This presentation looks at the use of Dreamwriting, the author’s own version of the rule-free warm-up technique used in adult creative writing classes, and asks if it could be useful in the teaching of and writing about sciences. Dreamwriting is a response to the Automatic Writing of surrealist Andre Breton who believed that it held the key to liberation from bourgeois idealsto the essential, uncluttered selfand the Free Writing of Peter Elbow. Elbow’s was a response to his own struggles with academic writing in an educational system which he said made ‘people who were smart think they were stupid.’ His ‘declaration of independence’ came from the analysis of his failed academic writing and the need to ‘make it good, keep control, figure out my point ahead of time with outlines.’ The research was set within the debate led by Sir Ken Robinson whose national commission on creativity, education and economy for the UK Govt in 1999 argued that anational strategy for creative and cultural educationis essential if we are to ‘ unlock the potential of every young person’ as the Government’s White Paper in 1997 suggested. Robinson concluded ‘that Britain’s economic prosperity and social cohesion depend on this.’ (Robinson 1999) Gilly Smith is a senior lecturer in Television, Radio and Journalism at the University of Brighton. She uses Dreamwriting to encourage academics and students to rediscover the passion behind their ideas and the voice to put them on the page.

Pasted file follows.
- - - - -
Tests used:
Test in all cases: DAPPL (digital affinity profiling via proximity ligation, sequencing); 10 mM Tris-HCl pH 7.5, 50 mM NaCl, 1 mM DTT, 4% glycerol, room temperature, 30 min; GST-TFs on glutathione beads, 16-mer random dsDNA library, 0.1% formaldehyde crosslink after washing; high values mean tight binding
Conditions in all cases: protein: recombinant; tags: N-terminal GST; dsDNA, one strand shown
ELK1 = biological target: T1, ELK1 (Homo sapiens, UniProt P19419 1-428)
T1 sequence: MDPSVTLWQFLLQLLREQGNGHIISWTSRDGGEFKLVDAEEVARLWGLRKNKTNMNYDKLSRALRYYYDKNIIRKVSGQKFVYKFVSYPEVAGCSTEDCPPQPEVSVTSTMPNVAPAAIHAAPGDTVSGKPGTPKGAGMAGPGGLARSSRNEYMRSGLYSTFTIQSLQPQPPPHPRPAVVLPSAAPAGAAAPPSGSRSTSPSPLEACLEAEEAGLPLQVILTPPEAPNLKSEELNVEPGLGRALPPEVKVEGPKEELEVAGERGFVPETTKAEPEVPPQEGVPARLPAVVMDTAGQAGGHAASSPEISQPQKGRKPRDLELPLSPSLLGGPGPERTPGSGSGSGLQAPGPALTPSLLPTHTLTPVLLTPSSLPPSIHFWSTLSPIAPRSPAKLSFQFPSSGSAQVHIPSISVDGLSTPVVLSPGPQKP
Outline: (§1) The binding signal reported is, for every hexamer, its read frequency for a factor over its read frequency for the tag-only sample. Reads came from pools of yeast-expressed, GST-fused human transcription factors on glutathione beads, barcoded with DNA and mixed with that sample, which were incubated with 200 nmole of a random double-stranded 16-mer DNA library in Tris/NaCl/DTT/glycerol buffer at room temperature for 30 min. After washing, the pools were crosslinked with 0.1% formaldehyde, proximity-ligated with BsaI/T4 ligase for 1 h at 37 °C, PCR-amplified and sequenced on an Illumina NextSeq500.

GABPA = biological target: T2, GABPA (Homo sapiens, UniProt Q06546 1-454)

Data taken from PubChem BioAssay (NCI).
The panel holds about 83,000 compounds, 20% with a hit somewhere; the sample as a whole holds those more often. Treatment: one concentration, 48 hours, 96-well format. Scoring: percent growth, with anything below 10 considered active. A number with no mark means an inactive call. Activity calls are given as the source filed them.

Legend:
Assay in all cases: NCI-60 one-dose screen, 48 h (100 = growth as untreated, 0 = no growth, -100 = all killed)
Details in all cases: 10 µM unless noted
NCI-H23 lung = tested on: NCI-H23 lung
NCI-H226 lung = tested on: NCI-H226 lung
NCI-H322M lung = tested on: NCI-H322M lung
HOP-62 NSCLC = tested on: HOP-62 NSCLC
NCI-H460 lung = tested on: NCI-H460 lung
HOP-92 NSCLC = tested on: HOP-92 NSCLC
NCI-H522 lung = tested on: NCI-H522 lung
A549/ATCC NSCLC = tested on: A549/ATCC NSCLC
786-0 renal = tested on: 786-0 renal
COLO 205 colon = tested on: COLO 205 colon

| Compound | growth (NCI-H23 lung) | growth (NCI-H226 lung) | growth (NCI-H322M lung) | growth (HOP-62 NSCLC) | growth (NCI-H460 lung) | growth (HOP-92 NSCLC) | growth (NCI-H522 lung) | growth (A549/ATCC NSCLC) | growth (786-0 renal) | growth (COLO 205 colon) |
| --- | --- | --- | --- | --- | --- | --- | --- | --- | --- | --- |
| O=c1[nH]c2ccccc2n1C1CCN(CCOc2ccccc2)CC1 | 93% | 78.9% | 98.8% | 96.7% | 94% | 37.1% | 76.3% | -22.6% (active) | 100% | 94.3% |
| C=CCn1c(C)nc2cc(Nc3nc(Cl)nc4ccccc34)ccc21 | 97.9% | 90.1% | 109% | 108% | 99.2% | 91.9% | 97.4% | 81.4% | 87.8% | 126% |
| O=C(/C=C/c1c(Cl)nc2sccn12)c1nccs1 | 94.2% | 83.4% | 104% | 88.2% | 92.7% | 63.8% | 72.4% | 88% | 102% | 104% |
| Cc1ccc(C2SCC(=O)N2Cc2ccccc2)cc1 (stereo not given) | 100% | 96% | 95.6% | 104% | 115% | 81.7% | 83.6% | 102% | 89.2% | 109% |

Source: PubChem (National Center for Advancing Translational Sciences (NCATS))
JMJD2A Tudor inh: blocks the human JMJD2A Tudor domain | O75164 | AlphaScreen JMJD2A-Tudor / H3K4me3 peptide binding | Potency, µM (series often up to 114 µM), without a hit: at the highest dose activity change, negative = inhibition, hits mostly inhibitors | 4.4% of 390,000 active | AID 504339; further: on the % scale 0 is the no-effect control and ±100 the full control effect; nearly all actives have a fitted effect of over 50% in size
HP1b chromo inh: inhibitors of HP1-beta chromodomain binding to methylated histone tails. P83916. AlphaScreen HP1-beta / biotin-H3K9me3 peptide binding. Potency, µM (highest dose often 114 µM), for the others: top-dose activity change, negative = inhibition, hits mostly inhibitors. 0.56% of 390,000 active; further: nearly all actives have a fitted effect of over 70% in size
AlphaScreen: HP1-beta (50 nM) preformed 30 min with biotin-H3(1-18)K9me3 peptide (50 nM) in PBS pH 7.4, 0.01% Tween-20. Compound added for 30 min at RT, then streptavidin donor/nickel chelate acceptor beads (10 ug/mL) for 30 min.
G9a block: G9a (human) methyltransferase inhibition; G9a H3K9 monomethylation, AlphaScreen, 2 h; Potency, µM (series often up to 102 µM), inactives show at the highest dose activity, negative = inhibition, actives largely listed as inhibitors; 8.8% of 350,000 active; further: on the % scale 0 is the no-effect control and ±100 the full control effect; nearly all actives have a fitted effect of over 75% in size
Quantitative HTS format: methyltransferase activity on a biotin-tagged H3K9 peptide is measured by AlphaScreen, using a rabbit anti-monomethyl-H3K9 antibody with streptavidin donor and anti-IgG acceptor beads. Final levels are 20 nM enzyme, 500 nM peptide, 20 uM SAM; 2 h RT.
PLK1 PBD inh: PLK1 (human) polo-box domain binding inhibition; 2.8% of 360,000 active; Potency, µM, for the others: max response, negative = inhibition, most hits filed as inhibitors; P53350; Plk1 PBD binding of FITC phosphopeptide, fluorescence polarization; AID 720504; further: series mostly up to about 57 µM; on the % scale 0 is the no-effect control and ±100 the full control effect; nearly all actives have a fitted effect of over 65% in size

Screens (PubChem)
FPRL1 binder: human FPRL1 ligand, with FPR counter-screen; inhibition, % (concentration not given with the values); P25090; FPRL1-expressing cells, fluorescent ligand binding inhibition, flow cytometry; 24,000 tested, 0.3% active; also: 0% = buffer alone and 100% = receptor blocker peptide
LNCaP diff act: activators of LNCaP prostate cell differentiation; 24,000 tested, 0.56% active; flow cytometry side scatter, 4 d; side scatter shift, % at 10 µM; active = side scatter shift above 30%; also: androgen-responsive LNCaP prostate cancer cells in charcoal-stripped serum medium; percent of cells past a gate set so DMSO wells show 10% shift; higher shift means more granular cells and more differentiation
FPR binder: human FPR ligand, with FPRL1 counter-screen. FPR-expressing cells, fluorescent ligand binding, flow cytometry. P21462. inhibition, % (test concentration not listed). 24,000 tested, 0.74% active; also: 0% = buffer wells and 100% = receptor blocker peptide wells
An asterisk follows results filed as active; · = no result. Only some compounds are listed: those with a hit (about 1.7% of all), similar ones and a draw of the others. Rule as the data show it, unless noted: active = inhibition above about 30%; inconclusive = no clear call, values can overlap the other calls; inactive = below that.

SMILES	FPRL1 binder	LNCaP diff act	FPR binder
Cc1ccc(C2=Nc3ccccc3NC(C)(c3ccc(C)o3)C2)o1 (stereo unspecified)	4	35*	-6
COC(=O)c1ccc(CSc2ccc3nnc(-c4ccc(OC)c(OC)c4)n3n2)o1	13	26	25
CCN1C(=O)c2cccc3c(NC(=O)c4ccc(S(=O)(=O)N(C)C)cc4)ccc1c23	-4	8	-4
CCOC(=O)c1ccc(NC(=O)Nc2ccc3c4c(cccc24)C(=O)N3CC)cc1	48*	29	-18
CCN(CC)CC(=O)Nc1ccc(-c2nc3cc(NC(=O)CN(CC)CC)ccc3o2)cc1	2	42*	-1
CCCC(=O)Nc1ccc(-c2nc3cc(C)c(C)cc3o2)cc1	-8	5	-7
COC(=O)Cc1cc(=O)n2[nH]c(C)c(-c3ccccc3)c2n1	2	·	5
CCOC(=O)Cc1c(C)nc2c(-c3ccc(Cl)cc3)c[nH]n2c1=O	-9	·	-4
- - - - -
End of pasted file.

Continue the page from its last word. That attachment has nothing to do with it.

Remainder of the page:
|Number of pages||1|
|Publication status||Published - 5 Jul 2016|
|Event||SEB Brighton 2016 Dream writing the Sciences - The Brighton Centre, UK, 4-7 July 2016|
Duration: 5 Jul 2016 → …
|Conference||SEB Brighton 2016 Dream writing the Sciences|
|Period||5/07/16 → …|